Euro Appreciates As Eurozone Economic Growth Beats Forecasts

The euro climbed against its most major counterparts in the European session on Friday, as the euro area economy expanded more than forecast in the second quarter, signaling that the bloc's recovery is under way.

Flash estimate from Eurostat showed that gross domestic product expanded 2 percent sequentially, reversing the 0.3 percent drop posted in the preceding period. The growth rate was bigger than the expected 1.5 percent.

On a yearly basis, GDP rebounded 13.7 percent after shrinking 1.3 percent in the first quarter. GDP was forecast to grow 13.2 percent.

Separate data from Eurostat showed that Eurozone inflation accelerated more-than-expected in July, largely driven by higher energy prices.

Inflation rose to 2.2 percent in July from 1.9 percent in June. The rate was above the expected 2 percent.

A falling dollar on the back of the Fed's reassurance that rate increases were far off also underpinned the euro.

The euro spiked up to more than a 4-week high of 1.1909 against the greenback and a 3-day high of 0.8524 against the pound, off its prior lows of 1.1875 and 0.8509, respectively. The euro is seen finding resistance around 1.22 against the greenback and 0.86 against the pound.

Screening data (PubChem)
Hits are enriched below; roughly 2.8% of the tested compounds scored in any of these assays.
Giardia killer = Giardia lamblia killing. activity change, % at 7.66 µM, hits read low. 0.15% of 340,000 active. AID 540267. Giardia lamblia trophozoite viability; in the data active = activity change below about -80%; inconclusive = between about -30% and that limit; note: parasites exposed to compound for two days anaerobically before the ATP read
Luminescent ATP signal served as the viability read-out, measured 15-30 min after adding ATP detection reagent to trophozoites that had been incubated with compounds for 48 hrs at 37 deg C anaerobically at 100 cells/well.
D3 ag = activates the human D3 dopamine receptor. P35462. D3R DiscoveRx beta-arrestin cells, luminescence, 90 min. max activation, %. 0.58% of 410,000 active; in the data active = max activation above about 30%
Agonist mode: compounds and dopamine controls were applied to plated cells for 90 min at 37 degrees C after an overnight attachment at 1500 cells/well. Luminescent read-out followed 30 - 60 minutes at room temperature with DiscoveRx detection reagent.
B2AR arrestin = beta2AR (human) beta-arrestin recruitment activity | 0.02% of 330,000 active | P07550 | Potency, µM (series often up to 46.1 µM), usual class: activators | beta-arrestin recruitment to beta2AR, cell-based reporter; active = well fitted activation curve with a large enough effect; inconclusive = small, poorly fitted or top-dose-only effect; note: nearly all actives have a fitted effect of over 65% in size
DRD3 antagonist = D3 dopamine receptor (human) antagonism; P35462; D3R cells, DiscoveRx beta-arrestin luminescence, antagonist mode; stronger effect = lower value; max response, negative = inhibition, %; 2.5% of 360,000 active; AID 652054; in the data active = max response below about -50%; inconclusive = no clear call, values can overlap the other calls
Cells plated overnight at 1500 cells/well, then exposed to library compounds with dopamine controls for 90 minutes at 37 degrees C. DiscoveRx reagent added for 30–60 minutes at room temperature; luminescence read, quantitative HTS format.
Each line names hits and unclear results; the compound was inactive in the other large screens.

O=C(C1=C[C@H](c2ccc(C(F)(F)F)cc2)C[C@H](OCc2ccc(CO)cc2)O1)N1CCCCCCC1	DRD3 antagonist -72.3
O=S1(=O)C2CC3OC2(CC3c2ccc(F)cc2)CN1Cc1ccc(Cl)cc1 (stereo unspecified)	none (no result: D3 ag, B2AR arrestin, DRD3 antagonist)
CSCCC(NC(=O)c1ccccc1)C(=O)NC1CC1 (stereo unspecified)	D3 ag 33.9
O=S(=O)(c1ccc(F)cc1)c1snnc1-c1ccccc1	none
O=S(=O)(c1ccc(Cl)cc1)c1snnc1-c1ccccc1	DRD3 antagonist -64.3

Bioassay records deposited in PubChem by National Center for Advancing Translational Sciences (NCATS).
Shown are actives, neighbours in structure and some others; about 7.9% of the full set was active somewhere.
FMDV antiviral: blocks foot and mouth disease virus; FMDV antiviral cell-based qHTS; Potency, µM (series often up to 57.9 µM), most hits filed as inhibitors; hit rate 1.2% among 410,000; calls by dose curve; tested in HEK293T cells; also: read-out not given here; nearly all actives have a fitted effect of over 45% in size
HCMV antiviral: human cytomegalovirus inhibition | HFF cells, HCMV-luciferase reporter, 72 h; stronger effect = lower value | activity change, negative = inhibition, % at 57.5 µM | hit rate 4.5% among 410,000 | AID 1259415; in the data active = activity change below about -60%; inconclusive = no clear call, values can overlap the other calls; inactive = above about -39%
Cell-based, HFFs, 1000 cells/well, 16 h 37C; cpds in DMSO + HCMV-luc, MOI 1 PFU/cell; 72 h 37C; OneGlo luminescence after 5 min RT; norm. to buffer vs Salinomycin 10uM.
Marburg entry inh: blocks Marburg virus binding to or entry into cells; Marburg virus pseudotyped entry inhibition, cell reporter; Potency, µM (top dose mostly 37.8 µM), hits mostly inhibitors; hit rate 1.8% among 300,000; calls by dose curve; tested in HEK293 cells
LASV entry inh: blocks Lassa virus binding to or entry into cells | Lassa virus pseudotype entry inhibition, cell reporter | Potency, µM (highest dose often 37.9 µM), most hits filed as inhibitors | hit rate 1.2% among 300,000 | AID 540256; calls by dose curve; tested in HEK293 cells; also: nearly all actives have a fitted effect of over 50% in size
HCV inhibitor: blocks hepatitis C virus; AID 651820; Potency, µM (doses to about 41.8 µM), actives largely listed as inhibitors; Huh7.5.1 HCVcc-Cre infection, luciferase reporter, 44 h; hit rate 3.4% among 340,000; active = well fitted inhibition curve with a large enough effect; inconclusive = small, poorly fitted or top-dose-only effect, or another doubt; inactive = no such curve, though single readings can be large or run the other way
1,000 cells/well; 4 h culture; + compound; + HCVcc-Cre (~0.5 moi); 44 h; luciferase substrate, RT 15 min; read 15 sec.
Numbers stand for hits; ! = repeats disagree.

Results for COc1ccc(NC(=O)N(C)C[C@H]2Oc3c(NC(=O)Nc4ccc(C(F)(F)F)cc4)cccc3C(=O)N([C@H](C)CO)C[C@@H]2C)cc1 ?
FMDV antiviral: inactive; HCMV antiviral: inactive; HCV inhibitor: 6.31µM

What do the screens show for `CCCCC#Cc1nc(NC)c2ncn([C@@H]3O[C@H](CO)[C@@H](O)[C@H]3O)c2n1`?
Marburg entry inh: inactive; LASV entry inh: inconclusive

The euro rose to 130.50 against the yen and 1.7005 against the kiwi, recovering from its early low of 130.02 and a 3-day low of 1.6933, respectively. The next possible resistance for the euro is seen around 132.00 against the yen and 1.72 against the kiwi.

The euro jumped to more than a 7-month high of 1.6165 against the aussie, after falling to 1.6061 at 11 pm ET. On the upside, 1.64 is possibly seen as the next resistance level for the euro.

In contrast, the euro fell to its lowest level since January 29 against the franc, at 1.0762. The euro is likely to find support around the 1.045 level.

After rising to 1.4820 in the Asian session, the euro eased off and held steady against the loonie. At yesterday's close, the pair was worth 1.4786.

Looking ahead, Canada GDP data for May, U.S. personal income and spending data for June and University of Michigan's final consumer sentiment index for July will be featured in the New York session.

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